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Apicoplast, an essential organelle of human malaria parasite Plasmodium falciparum contains a ~35kb circular genome and is a possible target for therapy. Proteins required for the replication and maintenance of the apicoplast DNA are not clearly known. Here we report the presence of single–stranded DNA binding protein (SSB) in P falciparum. PfSSB is targeted to the apicoplast and it binds to apicoplast DNA. A strong ssDNA binding activity specific to SSB was also detected in P. falciparum lysate. Both the recombinant and endogenous proteins form tetramers and the homology modelling shows the presence of an oligosaccharide/oligonucleotide-binding fold responsible for ssDNA binding. Additionally, we used SSB as a tool to track the mechanism of delayed death phenomena shown by apicoplast targeted drugs ciprofloxacin and tetracycline. We find that the transport of PfSSB is severely affected during the second life cycle following drug treatment. Moreover, the translation of PfSSB protein and not the transcription of PfSSB seem to be down-regulated specifically during second life cycle although there is no considerable change in protein expression profile between drug-treated and untreated parasites. These results suggest dual control of translocation and translation of apicoplast targeted proteins behind the delayed death phenomena.
Plasmodium falciparum, the causative agent of most severe form of human malaria belongs to the phylum apicomplexa (1). The apicomplexan parasites possess a non-photosynthetic plastid like organelle called apicoplast. The apicoplast is the site for several biosynthetic pathways (fatty acid, isoprenoid, heme biosynthesis) that are central to the core cellular functioning of the parasite (2). The biosynthetic pathways located within the apicoplast provide novel sites of drug intervention against the malaria disease (3). Moreover, the house keeping metabolic processes like DNA replication, transcription and translation operative within the apicoplast are prokaryotic in nature and therefore they are good targets of existing antibacterials or novel drugs (4).
The ~35kb, extremely A+T rich (~86%) apicoplast DNA is circular and replicates via a D-loop/bi-directional theta mode in late trophozoite/early schizont stages of intraerythrocytic life cycle (5). The origins of apicoplast DNA replication have been mapped in the inverted repeat (IR) regions (6). The apicoplast genome houses only 68 open reading frames (ORFs) for rRNAs, tRNAs, ribosomes, RNA polymerase, translational elongation factor (EF-Tu), ClpC chaperone and Fe–S cluster protein (SufB) (1,7). None of the ORFs on the apicoplast DNA codes for replication protein. Most of the proteins involved in the apicoplast metabolic pathways are encoded in the nucleus, synthesized in the cytoplasm and subsequently imported into the apicoplast (2). The nuclear encoded proteins are targeted to apicoplast by the apicoplast localization signal that is cleaved off from the protein once inside the apicoplast (8). Recently, a ~220kDa nuclear encoded multifunctional enzyme PfPRex (P. falciparum plastidic DNA replication/repair enzyme complex) has been shown to localize in the apicoplast. This enzyme has three important activities (helicase, primase and polymerase) associated with DNA replication (9). A histone like protein (HU) exhibiting the DNA condensation property is imported into apicoplast suggesting its role in organization of apicoplast genome (10). We and others have shown that the gyrase subunits present in the parasite are targeted to apicoplast where they might be involved in negative supercoiling of the DNA circle, an essential step for the replication process (11,12). Consistent with the above findings, quinolone (ciprofloxacin) or coumarin (coumermycin, novobiocin) antibiotics target the parasitic gyrase and inhibit the apicoplast DNA replication leading to the parasite death (12,13).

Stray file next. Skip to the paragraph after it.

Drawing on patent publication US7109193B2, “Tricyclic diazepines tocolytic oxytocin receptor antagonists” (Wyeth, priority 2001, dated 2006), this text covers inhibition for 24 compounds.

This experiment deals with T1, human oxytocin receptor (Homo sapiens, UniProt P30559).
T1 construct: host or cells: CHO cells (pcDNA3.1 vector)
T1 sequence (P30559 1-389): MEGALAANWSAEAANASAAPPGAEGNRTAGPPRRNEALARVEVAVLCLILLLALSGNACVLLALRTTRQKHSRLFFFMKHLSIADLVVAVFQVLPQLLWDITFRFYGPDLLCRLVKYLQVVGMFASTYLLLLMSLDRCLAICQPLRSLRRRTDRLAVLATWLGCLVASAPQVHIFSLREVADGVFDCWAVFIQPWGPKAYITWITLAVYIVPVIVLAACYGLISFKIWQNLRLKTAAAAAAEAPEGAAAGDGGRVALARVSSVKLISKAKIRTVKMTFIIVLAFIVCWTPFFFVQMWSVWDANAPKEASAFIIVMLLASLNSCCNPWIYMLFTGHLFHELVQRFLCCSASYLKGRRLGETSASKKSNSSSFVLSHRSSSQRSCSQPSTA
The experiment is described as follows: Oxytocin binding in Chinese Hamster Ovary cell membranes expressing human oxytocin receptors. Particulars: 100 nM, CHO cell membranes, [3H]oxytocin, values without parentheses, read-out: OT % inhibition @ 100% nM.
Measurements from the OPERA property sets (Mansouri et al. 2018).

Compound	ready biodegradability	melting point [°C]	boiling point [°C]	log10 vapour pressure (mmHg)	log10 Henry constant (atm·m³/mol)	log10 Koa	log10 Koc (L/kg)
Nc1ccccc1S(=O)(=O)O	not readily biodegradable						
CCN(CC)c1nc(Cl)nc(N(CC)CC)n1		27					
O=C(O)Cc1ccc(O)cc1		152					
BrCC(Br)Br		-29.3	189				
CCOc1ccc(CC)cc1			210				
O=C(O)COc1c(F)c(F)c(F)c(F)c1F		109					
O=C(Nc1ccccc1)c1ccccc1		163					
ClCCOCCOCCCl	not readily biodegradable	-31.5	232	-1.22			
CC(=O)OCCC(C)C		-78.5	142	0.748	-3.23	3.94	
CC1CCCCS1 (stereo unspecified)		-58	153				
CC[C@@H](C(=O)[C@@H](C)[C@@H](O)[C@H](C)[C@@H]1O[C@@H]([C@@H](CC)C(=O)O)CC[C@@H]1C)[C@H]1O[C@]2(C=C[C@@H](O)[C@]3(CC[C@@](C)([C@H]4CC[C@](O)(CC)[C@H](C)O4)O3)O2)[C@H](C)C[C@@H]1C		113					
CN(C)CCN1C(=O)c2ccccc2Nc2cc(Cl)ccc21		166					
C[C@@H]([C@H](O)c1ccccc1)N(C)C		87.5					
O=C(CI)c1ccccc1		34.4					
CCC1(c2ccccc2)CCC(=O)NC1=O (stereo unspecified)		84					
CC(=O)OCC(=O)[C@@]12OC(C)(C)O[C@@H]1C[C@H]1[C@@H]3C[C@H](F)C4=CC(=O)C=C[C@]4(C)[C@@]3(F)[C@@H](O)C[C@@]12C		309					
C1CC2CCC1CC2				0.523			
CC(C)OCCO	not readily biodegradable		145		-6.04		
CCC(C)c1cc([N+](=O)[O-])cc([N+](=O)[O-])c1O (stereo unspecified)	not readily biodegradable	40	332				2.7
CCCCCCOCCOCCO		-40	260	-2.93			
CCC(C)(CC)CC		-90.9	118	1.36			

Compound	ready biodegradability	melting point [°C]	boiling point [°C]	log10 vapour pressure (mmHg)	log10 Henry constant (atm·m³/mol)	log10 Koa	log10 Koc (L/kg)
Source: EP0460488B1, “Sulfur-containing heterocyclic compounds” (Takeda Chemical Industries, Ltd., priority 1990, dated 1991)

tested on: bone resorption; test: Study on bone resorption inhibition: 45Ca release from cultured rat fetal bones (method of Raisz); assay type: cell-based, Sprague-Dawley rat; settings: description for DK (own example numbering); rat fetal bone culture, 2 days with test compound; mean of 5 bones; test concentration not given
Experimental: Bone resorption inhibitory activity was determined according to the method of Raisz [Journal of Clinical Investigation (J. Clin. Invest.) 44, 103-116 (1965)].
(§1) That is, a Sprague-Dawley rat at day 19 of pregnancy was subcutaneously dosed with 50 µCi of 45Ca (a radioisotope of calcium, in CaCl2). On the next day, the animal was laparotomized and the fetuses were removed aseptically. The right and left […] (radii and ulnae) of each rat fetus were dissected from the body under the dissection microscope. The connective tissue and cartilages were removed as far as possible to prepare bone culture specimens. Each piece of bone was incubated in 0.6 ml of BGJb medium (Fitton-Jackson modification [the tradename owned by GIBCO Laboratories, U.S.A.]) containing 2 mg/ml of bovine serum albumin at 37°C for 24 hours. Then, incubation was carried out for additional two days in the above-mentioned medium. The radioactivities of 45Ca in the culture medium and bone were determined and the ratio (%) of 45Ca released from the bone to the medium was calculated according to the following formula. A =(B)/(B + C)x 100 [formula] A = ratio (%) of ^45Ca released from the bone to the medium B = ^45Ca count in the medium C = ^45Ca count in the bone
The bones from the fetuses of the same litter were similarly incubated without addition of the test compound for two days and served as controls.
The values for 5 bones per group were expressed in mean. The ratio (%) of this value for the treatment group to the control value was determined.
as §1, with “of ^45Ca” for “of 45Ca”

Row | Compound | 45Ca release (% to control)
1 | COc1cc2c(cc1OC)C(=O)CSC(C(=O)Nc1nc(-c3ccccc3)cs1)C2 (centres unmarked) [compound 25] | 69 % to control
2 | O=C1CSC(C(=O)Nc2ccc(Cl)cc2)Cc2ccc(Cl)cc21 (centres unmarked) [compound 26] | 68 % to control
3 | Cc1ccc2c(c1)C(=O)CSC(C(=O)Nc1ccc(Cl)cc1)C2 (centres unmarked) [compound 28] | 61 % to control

Since apicoplast is of prokaryotic origin, several antibiotics against bacterial replication, transcription and translation processes have been used successfully to block parasitic growth. However, majority of these antibiotics show typical delayed growth phenotype, characterized by defect in parasite growth and decrease in parasitemia only during second life cycle following the addition of these drugs (4). It has been suggested that these drugs affect apicoplast morphology, segregation and most importantly the transport of essential proteins in the apicoplast. Using fusion protein containing apicoplast signal sequence of acyl carrier protein (ACP) and GFP, the effect of these drugs on protein translocation have been studied (14,15). However, no endogenous apicoplast targeted protein involved in house keeping function has been followed after drug treatment in the above studies. Neither the transcription and translation status of apicoplast targeted proteins was investigated simultaneously in the presence of these drugs.